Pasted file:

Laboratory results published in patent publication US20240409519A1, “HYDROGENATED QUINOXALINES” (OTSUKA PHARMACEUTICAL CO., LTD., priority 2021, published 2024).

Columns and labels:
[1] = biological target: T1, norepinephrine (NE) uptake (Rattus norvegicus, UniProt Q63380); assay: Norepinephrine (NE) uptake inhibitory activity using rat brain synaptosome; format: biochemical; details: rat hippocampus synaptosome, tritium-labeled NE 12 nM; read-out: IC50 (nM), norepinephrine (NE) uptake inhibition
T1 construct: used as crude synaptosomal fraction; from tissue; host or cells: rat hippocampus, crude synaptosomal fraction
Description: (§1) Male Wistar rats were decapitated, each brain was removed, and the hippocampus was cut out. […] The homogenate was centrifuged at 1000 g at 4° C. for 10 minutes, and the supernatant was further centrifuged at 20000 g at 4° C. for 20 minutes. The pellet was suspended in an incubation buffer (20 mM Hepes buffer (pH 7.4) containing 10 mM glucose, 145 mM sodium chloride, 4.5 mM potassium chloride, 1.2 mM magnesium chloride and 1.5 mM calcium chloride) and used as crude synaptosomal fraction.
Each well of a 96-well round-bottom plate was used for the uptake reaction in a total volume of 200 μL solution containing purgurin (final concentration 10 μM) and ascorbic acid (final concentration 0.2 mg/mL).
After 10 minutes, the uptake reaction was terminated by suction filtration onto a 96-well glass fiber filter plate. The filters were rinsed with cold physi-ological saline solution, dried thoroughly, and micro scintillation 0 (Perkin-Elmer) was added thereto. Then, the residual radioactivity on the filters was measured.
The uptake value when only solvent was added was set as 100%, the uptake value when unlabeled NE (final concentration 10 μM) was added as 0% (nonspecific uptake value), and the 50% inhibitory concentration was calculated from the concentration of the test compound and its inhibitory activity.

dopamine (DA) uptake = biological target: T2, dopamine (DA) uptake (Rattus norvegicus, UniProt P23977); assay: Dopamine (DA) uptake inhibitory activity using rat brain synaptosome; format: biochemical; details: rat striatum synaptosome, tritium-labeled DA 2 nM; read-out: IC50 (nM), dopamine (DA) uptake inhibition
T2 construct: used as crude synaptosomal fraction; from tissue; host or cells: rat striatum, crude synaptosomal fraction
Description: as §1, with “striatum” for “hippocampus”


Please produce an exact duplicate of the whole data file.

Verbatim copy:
Laboratory results published in patent publication US20240409519A1, “HYDROGENATED QUINOXALINES” (OTSUKA PHARMACEUTICAL CO., LTD., priority 2021, published 2024).

Columns and labels:
[1] = biological target: T1, norepinephrine (NE) uptake (Rattus norvegicus, UniProt Q63380); assay: Norepinephrine (NE) uptake inhibitory activity using rat brain synaptosome; format: biochemical; details: rat hippocampus synaptosome, tritium-labeled NE 12 nM; read-out: IC50 (nM), norepinephrine (NE) uptake inhibition
T1 construct: used as crude synaptosomal fraction; from tissue; host or cells: rat hippocampus, crude synaptosomal fraction
Description: (§1) Male Wistar rats were decapitated, each brain was removed, and the hippocampus was cut out. […] The homogenate was centrifuged at 1000 g at 4° C. for 10 minutes, and the supernatant was further centrifuged at 20000 g at 4° C. for 20 minutes. The pellet was suspended in an incubation buffer (20 mM Hepes buffer (pH 7.4) containing 10 mM glucose, 145 mM sodium chloride, 4.5 mM potassium chloride, 1.2 mM magnesium chloride and 1.5 mM calcium chloride) and used as crude synaptosomal fraction.
Each well of a 96-well round-bottom plate was used for the uptake reaction in a total volume of 200 μL solution containing purgurin (final concentration 10 μM) and ascorbic acid (final concentration 0.2 mg/mL).
After 10 minutes, the uptake reaction was terminated by suction filtration onto a 96-well glass fiber filter plate. The filters were rinsed with cold physi-ological saline solution, dried thoroughly, and micro scintillation 0 (Perkin-Elmer) was added thereto. Then, the residual radioactivity on the filters was measured.
The uptake value when only solvent was added was set as 100%, the uptake value when unlabeled NE (final concentration 10 μM) was added as 0% (nonspecific uptake value), and the 50% inhibitory concentration was calculated from the concentration of the test compound and its inhibitory activity.

dopamine (DA) uptake = biological target: T2, dopamine (DA) uptake (Rattus norvegicus, UniProt P23977); assay: Dopamine (DA) uptake inhibitory activity using rat brain synaptosome; format: biochemical; details: rat striatum synaptosome, tritium-labeled DA 2 nM; read-out: IC50 (nM), dopamine (DA) uptake inhibition
T2 construct: used as crude synaptosomal fraction; from tissue; host or cells: rat striatum, crude synaptosomal fraction
Description: as §1, with “striatum” for “hippocampus”